Robert J Russell and relevance

This is probably my last post on Cosmology – from Alpha to Omega, and is essentially a footnote.


Chapter 9 begins to talk about eschatology, and makes this point:

In the theological research agendas of both Catholics and Protestants we find a renewal of eschatological thinking, foreseen by Karl Barth seventy years ago in the work which inaugurated the contemporary theological period, Der Romerbrief.

But then Russell says that theologians have failed to make eschatology, though hugely important, intelligible:

But in its ability to make eschatology intelligible to Christians and nonbelievers alike in an age which takes it for granted that our world is a tiny planet lost in the immensity of an unfeeling universe and that biological life is the unintended product of blind, evolutionary chance, we as theologians in the service of the church have failed.

He explains this partly by suggesting neglect – theologians just haven’t addressed eschatology, which is pretty obvious if if it’s taken seventy years for them to register interest in Barth’s allegedly seminal work. Who was listening to Barth if the theologians weren’t? Russell then points, as a mark of this failure, to the “obsession” of Evangelicals and Fundamentalists with dodgy eschatology over the last century in the wake of the Scofield Reference Bible and its Dispensational teaching.

Now I’d be the first to reject Dispensationalist eschatology and its variations, and very ready to call for serious work on the last things (though bright Conservative scholars like my Cambridge contemporary Richard Bauckham have been hard at work on it for years). But notice what is being said here. People find eschatology unintelligible because of science, and theologians haven’t faced the challenge of making it so. At the same time, the largest section of the US Church is “obsessed” with eschatology and finds it perfectly intelligible, even if they get it wrong and leave tensions with science unresolved.

In essence, what that means is that academic theology has been happy to make itself irrelevant to where Christians actually are, and all, it seems, in the name of making itself “relevant”. Isn’t that rather ironic?

This is, I’m afraid, evident throughout Russell’s own book. He spends much effort interacting with theologians he sometimes scarcely agrees with, but whose stars shine bright in the theological firmament. When he cites their ideas they are either so deep, or expressed so opaquely, that it is no wonder that the man in the pew can’t put the names to the stars. I suppose there is some trickle down effect, in that one can find faint traces of Barth or Tillich in some Sunday sermons, and some few theologians, like Moltmann, have probably been indirectly influential on popular theology even though not many laymen know their names. But it’s not quite the same as pastors flocking to Geneva from all over Europe to learn from Calvin, or Wesley getting stoned by Rentamob, though academics still often base their theological frameworks on these popular figures.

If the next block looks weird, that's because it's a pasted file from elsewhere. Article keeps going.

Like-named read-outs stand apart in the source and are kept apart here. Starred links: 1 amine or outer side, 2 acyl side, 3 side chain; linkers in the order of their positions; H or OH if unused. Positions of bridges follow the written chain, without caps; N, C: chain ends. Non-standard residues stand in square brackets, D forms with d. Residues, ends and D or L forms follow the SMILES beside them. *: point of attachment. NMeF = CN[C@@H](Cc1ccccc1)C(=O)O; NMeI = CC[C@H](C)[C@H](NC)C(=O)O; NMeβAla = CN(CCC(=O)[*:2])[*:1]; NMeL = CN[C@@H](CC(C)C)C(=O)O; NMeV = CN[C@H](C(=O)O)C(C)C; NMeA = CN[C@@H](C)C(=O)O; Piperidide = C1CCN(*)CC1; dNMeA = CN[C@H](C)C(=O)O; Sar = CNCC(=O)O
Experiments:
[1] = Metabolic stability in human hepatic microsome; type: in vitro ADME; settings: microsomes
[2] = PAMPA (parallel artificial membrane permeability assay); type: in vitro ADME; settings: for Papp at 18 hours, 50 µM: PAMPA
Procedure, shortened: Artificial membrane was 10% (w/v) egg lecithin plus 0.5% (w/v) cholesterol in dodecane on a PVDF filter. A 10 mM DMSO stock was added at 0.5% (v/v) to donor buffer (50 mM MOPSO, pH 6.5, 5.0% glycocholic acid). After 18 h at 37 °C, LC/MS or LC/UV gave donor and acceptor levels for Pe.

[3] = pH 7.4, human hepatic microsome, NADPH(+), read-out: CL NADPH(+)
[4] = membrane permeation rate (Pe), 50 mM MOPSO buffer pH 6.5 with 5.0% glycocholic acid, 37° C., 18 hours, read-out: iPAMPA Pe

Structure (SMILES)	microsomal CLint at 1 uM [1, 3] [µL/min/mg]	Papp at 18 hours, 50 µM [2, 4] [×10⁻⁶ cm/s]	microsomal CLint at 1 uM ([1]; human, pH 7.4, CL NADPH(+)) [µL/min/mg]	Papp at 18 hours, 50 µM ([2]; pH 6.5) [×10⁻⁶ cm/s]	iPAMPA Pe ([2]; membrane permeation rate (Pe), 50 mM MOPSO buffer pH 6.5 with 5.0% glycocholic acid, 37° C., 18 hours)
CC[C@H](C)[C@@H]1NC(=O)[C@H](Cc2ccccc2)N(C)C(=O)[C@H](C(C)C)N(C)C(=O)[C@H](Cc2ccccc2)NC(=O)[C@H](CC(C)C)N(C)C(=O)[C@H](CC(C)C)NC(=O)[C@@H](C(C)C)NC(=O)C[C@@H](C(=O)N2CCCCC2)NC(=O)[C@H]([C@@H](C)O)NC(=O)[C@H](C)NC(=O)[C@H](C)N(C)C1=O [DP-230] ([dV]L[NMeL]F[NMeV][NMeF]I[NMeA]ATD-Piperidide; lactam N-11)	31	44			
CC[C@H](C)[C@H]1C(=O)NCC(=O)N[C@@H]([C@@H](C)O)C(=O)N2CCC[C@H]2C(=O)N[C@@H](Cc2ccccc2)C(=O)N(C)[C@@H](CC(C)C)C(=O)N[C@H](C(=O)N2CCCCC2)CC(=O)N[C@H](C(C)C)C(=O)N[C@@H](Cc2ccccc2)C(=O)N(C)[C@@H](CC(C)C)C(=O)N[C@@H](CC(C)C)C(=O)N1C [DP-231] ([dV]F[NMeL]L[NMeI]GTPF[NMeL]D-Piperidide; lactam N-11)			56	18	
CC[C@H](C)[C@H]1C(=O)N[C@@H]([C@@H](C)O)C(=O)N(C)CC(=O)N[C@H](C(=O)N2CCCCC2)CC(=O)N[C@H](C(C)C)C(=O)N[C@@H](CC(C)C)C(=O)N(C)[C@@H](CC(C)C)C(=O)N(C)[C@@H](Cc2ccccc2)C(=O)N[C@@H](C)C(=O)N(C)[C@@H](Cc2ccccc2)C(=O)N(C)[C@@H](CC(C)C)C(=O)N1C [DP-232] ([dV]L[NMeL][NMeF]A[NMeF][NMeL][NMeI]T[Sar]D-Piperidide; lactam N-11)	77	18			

It is clear that if academic theology sees itself as the servant of the church, it often fails to equip itself with tools to be so. I was in a profession (medicine) in which, similarly to theology, academic excellence interfaced with ordinary human need. I was always acutely aware of a saying attributed, probably falsely, to Einstein that a theory that cannot be explained in strip-cartoon form probably isn’t true. Some of my more vernacular instructors warned us of the danger of disappearing up our own arses. Medicine that doesn’t connect to real people is not real medicine.

Perhaps the saddest demonstration of this with regard to Robert J Russell’s own field came home to me from reading a new thread about BioLogos on Uncommon Descent. The aim of the science and faith project is, it would seem, to make theology (not only eschatology) relevant to modern Christians and non-christians alike, in the light of the challenges of cosmology and evolution. There are relatively few academics in the field, but they have done sterling work, if not always orthodox – people like Russell himself, Ian Barbour, Arthur Peacocke, John Polkinghorne and Nancey Murphy. These are the people who have done serious work on theistic evolution on behalf of the church.

Maybe it’s not surprising they are not household names, with the exception of Polkinghorne, perhaps. But it’s a little disappointing that they, and their whole project, have scarcely affected BioLogos itself, where scientists and Christians are supposed to be meeting to work on these issues. Given the fact that their agenda has ramifications (and often criticisms of) Intelligent Design, the lack of interaction with that lobby in the pursuit is notable too.

Is this the fault, I wonder, of the theologians themselves, for becoming irrelevant in their academic quest for relevance? Or is it the recalcitrance of the ordinary masses in the lab and in the pew (“The People has failed us – we must elect a new People.”) Personally I’m not sure – I don’t overestimate the intelligence of the average Western citizen, but neither am I overawed by the excellence of the academic community. But maybe this little paragraph (from Cambridge, 1971) is food for thought:

And on the way to Caesarea Phillippi, Jesus asked his disciples; “Who do men say that I am?”
And Peter answered and said; “You are the eschatological realisation of the ground of our being, the kerygma manifested in the humanising process of conflict and decision.”
And Jesus said; “Wot?”

Jon Garvey

About Jon Garvey

Training in medicine (which was my career), social psychology and theology. Interests in most things, but especially the science-faith interface. The rest of my time, though, is spent writing, playing and recording music.
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